Biochemical and Biophysical Research Communications, Vol.482, No.2, 289-295, 2017
Pulsed electromagnetic field inhibits RANKL-dependent osteoclastic differentiation in RAW264.7 cells through the Ca2+-calcineurin-NFATc1 signaling pathway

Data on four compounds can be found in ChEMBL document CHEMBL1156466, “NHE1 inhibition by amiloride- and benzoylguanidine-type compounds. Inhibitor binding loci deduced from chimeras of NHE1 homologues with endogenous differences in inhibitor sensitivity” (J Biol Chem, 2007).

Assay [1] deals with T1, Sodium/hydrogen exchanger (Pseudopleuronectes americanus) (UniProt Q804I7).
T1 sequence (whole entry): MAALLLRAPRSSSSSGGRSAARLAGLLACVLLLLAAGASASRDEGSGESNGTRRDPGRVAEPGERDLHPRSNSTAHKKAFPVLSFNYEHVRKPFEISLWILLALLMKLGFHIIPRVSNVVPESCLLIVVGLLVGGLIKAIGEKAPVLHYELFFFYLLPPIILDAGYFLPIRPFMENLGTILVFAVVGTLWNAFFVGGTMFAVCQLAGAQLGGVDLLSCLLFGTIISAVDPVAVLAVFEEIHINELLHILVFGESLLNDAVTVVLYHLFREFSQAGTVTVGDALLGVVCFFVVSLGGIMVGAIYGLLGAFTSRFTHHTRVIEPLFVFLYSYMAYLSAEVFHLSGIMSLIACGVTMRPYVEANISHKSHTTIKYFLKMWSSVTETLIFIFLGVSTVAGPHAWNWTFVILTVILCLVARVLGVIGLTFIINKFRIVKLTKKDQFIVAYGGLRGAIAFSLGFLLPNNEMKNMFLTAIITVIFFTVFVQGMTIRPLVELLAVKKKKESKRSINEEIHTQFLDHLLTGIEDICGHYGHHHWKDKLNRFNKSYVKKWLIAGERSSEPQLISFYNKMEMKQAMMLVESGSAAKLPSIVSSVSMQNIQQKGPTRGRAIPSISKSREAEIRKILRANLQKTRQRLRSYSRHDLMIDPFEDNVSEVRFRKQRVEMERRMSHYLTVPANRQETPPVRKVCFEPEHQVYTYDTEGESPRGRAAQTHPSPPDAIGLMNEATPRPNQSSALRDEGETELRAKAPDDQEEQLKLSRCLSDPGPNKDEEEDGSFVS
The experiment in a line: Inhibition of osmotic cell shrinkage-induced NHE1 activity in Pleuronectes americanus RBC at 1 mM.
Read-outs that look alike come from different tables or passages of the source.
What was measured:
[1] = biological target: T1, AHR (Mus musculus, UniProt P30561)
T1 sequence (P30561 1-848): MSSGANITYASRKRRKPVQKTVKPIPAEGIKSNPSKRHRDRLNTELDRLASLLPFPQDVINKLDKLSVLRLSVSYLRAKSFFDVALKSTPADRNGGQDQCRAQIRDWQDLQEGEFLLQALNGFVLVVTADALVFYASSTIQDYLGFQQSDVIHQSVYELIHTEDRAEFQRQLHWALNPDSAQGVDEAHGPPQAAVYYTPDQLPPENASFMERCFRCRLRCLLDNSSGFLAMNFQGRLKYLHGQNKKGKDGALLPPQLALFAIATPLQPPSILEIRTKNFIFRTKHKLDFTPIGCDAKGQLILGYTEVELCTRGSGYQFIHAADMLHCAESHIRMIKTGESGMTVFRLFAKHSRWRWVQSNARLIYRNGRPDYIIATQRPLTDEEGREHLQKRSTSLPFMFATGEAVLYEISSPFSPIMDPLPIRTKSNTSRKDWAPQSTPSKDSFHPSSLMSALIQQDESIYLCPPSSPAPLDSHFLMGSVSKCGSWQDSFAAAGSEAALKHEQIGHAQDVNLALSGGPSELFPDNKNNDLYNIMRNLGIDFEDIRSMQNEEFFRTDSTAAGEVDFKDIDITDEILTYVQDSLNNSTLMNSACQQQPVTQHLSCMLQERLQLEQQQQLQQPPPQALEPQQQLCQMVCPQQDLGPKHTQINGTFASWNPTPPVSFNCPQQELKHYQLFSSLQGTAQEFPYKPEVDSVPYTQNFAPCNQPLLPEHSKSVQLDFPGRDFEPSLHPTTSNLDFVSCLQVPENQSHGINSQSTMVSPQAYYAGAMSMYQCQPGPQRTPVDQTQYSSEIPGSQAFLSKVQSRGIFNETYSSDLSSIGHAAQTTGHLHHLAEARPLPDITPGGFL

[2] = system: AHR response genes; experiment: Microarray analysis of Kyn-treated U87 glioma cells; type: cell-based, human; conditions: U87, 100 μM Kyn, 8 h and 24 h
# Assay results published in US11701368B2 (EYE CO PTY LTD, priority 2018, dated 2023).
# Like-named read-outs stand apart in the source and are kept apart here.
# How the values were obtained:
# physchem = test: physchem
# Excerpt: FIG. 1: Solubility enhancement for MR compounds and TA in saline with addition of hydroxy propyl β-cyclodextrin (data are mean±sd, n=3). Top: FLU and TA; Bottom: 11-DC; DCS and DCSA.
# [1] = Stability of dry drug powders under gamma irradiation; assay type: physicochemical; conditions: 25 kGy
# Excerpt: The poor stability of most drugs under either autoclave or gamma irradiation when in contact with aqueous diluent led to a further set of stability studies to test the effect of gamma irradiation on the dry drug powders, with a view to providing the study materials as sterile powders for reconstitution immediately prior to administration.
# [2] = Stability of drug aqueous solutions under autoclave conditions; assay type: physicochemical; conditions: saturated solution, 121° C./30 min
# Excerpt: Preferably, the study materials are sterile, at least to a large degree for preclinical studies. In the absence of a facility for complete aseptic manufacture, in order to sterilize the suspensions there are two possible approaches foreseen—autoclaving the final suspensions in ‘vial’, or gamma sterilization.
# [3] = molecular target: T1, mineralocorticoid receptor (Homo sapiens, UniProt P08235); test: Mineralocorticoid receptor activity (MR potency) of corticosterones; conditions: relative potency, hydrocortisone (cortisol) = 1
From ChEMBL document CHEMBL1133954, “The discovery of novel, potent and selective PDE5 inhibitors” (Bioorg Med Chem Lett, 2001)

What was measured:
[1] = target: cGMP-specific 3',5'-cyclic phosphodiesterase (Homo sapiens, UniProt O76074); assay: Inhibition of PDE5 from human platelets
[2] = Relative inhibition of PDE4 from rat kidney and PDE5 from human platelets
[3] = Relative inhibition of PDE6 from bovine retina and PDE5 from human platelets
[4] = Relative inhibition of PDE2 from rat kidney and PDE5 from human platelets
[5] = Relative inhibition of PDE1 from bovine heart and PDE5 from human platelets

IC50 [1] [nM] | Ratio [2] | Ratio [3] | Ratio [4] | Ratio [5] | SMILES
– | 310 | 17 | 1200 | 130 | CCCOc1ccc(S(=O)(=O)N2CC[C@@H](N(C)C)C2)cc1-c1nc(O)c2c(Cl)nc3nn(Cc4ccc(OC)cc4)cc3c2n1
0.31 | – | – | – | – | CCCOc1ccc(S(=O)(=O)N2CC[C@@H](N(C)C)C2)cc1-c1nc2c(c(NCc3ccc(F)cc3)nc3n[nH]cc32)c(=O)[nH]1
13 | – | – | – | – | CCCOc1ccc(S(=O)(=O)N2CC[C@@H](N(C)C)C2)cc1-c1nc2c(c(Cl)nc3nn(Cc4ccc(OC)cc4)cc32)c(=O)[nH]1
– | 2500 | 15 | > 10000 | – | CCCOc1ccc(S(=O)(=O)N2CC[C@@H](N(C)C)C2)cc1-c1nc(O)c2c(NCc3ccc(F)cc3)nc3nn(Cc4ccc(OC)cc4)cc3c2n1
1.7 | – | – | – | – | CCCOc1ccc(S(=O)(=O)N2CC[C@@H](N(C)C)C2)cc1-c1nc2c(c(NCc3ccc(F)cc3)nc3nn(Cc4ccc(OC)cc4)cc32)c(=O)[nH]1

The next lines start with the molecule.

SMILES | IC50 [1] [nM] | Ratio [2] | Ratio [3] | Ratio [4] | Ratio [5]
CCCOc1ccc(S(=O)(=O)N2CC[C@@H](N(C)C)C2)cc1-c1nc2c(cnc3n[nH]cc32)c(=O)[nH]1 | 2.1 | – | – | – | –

Pulsed electromagnetic field (PEMF) has been reported to improve bone healing in osteoporosis patients. However, the precise mechanism has remained largely unknown. This study aimed to investigate the effects of PEMF on nuclear factor kappa B ligand (RANKL)-dependent osteoclastic differentiation and the Ca(2+)calcineurin-NFATc1 signaling pathway in RAW264.7 cells in vitro. Treating RAW264.7 cells with RANKL for 4 days induced osteoclastic differentiation in vitro, and the formation of multinucleated osteoclasts, bone resorption-pit formation, tartrate-resistant acid phosphatase (TRAP) activity and the protein levels of cathepsin K, TRAP, Nuclear factor of activated T-cells, cytoplasmic 1 (NFATc1) and matrix metalloproteinase 9 (MMP-9) were significantly decreased. The mRNA levels of specific genes related to osteoclastogenesis (TRAP, NFATc1, CTSK and MMP-9) were also reduced. Moreover, the oscillations of intracellular Ca2+ in RANKL-dependent RAW264.7 cells were suppressed by PEMF, as well as by inhibitors of membrane and store-operated Ca2+ channels. Meanwhile, calcineurin activity was increased, although its protein level was not changed. PEMF increased phospho-NFATc1 in the cytosol while suppressing the nuclear translocation of NFATc1, thus inhibiting osteoclastic differentiation by suppressing the Ca2+-calcineurin-NFATc1 signaling pathway. Although many questions remain unresolved, to our knowledge, this is the first report demonstrating that PEMF is beneficial against RANKL-dependent osteoclastic differentiation in RAW264.7 cells in vitro via inhibiting the Ca2+-calcineurin-NFATc1 signaling pathway. (C) 2016 Elsevier Inc. All rights reserved.